The mortality rate from mucormycosis or black fungus, a post-COVID complication, is higher than the Case Fatality Rate (CFR) of COVID-19 in Karnataka.
While the State’s average CFR of COVID-19 is 1.2%, the mortality rate from mucormycosis has touched 7.8%. Till June 17, it had claimed 225 lives of the total 2,856 persons infected.
While 2,316 infected persons are undergoing treatment, 191 have been cured and 124 are reported to have left hospitals against medical advice, as per Health Department data. According to the data, Bengaluru Urban has 959 infected persons, the highest in the State. Of these, 825 are under treatment and 49 have recovered. As many as 72 persons have succumbed to the infection while 13 have left hospitals against medical advice here.
Although Dhaward has 229 infected persons (the second highest in the State) and 16 of them have succumbed, the mortality rate is highest in Chickballapur at 35.7%.
A rare but serious fungal infection, mucormycosis often manifests in the skin and also affects the lungs and brain. Although it is rarely seen in non-COVID immunocompromised people, it is now mainly seen as a post-COVID-19 complication among those who have uncontrolled diabetes and are immunocompromised following steroid treatment.
K. Bhujang Shetty, chairman of Narayana Nethralaya and member of the State’s expert committee on mucormycosis, said there was no need to panic as the root cause of the condition was uncontrolled diabetes, either pre-existing or drug/steroid-induced. “As the infection requires a multi-speciality treatment, involving ENT, ophthalmologists, neurosurgeons and general physicians, we have been referring cases to the designated hospitals.”
Sujatha B.L. Rathod, director of the State-run Minto Eye Hospital, said that of the 325 treated at the designated Bowring and Lady Curzon and Victoria Hospitals till June 15, 45 had suffered vision loss. Pointing out that Minto Hospital had seen 190 COVID-19 mucormycosis cases since May 11, Dr. Rathod said many patients were getting discharged from private hospitals after surgery and getting readmitted in government hospitals mainly because of the shortage of the expensive drugs needed.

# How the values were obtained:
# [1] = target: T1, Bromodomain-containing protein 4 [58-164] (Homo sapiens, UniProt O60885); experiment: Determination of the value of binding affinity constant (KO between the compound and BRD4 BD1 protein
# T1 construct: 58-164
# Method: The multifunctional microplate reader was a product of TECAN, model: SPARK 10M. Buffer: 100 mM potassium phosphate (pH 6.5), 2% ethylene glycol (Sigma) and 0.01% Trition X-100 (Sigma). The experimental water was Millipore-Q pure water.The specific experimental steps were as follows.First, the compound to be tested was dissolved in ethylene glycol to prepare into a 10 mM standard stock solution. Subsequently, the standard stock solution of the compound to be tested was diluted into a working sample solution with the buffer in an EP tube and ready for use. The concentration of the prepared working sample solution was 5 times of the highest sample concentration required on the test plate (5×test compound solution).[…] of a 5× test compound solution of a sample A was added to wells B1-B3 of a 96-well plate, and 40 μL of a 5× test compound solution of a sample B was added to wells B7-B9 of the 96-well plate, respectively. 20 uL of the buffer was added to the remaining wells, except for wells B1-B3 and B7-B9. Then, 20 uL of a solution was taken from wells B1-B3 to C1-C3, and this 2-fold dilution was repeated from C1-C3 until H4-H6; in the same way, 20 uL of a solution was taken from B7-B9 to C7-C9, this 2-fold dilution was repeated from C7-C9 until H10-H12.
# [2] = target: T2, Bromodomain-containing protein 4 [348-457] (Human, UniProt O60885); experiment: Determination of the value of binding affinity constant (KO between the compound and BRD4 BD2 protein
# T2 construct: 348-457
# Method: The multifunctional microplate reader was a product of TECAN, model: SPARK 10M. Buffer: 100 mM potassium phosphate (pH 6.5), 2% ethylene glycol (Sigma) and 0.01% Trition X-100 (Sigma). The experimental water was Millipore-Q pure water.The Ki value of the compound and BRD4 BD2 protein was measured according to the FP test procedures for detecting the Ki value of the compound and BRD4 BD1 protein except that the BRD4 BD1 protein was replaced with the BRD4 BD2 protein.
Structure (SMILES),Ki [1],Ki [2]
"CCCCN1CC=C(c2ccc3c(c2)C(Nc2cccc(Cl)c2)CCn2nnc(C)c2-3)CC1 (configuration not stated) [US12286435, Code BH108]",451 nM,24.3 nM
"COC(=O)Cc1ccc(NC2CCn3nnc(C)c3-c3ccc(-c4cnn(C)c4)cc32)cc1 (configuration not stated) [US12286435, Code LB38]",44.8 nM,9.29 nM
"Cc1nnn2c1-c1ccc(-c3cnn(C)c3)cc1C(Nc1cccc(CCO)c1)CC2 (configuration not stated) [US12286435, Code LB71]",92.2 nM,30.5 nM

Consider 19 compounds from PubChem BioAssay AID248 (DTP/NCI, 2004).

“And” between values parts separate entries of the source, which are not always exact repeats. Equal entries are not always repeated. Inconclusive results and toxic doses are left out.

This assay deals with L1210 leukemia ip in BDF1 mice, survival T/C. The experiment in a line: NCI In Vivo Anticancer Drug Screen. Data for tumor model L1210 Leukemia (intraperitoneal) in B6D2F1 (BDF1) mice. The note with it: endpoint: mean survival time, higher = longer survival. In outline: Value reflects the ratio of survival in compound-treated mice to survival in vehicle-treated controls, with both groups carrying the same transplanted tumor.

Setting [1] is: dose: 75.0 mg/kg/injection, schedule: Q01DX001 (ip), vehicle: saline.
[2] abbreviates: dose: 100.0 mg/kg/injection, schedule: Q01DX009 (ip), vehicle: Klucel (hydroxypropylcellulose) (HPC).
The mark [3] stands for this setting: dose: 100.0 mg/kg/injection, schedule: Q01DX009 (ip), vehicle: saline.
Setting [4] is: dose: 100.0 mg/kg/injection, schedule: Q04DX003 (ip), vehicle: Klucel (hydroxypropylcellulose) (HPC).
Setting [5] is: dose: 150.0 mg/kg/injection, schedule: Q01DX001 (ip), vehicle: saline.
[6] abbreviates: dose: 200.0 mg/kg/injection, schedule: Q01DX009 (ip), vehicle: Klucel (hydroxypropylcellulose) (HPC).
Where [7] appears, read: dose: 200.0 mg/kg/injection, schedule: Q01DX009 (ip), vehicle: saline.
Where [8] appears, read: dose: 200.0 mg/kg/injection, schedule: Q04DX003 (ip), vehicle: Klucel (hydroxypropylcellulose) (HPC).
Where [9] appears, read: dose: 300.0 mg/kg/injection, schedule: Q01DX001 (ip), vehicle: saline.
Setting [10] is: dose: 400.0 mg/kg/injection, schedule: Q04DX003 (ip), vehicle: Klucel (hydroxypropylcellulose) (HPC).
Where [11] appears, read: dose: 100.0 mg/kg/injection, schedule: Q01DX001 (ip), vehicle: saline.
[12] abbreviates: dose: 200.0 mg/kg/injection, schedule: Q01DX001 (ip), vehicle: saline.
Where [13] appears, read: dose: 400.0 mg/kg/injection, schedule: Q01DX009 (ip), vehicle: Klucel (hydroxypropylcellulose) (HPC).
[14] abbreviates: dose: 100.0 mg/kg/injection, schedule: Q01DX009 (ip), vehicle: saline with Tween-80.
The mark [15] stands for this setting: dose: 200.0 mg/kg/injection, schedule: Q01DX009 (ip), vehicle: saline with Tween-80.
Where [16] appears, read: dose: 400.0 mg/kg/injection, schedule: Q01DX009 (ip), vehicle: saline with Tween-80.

Although mucormycosis is a notifiable disease now, 124 patients have left hospitals against medical advice. Chikkanarasa Reddy, professor of Paediatrics at Bowring and Lady Curzon Medical College and Research Institute, said this is mainly because patients get scared when doctors tell them that their infection has spread to the eyes and that they will suffer vision loss.
“We have seen many patients, especially from rural areas, who prefer to live with the infection rather than have their eye removed,” he said.
Two children — a 14-year-old girl from Ballari and a 11-year-old boy from Challakere in Chitradurga district — infected with post-COVID mucormycosis had been admitted for treatment at Bowring Hospital and are now doing well. However, both have lost vision in one eye.
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